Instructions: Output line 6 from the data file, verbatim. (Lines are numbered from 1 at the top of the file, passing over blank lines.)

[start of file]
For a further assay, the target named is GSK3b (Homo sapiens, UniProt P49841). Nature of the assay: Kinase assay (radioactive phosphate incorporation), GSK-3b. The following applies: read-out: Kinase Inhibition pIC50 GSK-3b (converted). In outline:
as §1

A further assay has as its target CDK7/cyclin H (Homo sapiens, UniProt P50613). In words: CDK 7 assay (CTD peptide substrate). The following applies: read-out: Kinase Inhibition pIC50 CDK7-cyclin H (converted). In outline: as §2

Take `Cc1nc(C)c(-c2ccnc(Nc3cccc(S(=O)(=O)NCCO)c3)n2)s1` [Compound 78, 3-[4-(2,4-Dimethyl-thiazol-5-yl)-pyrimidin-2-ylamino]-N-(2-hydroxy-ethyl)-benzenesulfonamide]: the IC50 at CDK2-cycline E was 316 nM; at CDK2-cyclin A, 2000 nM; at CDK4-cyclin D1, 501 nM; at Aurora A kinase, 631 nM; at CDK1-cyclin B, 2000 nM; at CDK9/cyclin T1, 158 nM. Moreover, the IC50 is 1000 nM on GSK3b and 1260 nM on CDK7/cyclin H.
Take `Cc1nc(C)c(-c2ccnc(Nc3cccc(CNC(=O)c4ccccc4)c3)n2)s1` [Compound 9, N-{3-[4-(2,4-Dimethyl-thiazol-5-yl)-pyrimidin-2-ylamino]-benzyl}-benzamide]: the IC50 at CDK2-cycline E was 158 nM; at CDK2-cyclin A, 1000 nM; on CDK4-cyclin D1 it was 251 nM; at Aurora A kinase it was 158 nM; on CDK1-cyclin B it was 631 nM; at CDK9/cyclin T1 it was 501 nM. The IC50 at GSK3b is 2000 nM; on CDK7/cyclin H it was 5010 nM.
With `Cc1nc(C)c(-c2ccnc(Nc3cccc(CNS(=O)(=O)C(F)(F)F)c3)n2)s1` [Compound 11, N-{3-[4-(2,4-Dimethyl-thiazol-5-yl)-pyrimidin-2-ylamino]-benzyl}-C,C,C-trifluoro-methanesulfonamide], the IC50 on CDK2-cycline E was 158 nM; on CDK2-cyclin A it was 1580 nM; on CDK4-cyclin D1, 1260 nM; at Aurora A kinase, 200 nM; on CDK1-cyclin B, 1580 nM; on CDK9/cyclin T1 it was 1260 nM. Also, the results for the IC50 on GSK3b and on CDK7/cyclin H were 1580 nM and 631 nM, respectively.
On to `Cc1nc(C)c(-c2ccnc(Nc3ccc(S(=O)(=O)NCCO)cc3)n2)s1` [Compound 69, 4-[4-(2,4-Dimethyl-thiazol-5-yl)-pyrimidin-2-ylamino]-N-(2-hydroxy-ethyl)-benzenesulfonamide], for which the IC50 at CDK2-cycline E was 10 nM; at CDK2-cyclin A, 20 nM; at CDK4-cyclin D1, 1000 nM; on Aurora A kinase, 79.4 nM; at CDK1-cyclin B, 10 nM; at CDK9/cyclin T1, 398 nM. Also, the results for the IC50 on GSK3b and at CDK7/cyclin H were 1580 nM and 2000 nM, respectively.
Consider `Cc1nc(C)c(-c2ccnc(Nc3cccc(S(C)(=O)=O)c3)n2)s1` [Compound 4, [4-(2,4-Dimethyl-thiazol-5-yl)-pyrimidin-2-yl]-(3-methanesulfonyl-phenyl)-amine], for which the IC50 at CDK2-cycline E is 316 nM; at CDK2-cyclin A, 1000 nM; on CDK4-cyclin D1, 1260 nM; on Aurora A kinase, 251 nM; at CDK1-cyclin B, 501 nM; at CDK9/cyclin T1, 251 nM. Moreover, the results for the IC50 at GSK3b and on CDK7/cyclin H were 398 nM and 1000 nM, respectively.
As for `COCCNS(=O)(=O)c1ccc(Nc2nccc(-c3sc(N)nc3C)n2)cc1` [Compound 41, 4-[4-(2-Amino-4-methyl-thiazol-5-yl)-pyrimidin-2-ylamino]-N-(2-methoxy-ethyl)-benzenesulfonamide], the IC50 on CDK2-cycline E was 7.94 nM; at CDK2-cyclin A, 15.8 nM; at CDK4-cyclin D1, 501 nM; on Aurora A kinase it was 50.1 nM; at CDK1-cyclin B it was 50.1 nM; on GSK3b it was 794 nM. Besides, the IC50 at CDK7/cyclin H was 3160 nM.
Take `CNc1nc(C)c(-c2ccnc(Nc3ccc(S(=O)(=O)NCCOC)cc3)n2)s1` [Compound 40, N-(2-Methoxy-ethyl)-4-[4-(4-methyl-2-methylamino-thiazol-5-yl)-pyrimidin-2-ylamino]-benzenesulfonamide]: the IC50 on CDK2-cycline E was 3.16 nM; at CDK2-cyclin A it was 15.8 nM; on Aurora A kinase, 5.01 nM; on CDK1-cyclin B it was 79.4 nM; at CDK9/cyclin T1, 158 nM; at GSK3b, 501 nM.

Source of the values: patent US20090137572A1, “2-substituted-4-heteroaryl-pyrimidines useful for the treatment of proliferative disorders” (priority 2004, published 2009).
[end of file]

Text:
With `Cc1nc(C)c(-c2ccnc(Nc3cccc(CNS(=O)(=O)C(F)(F)F)c3)n2)s1` [Compound 11, N-{3-[4-(2,4-Dimethyl-thiazol-5-yl)-pyrimidin-2-ylamino]-benzyl}-C,C,C-trifluoro-methanesulfonamide], the IC50 on CDK2-cycline E was 158 nM; on CDK2-cyclin A it was 1580 nM; on CDK4-cyclin D1, 1260 nM; at Aurora A kinase, 200 nM; on CDK1-cyclin B, 1580 nM; on CDK9/cyclin T1 it was 1260 nM. Also, the results for the IC50 on GSK3b and on CDK7/cyclin H were 1580 nM and 631 nM, respectively.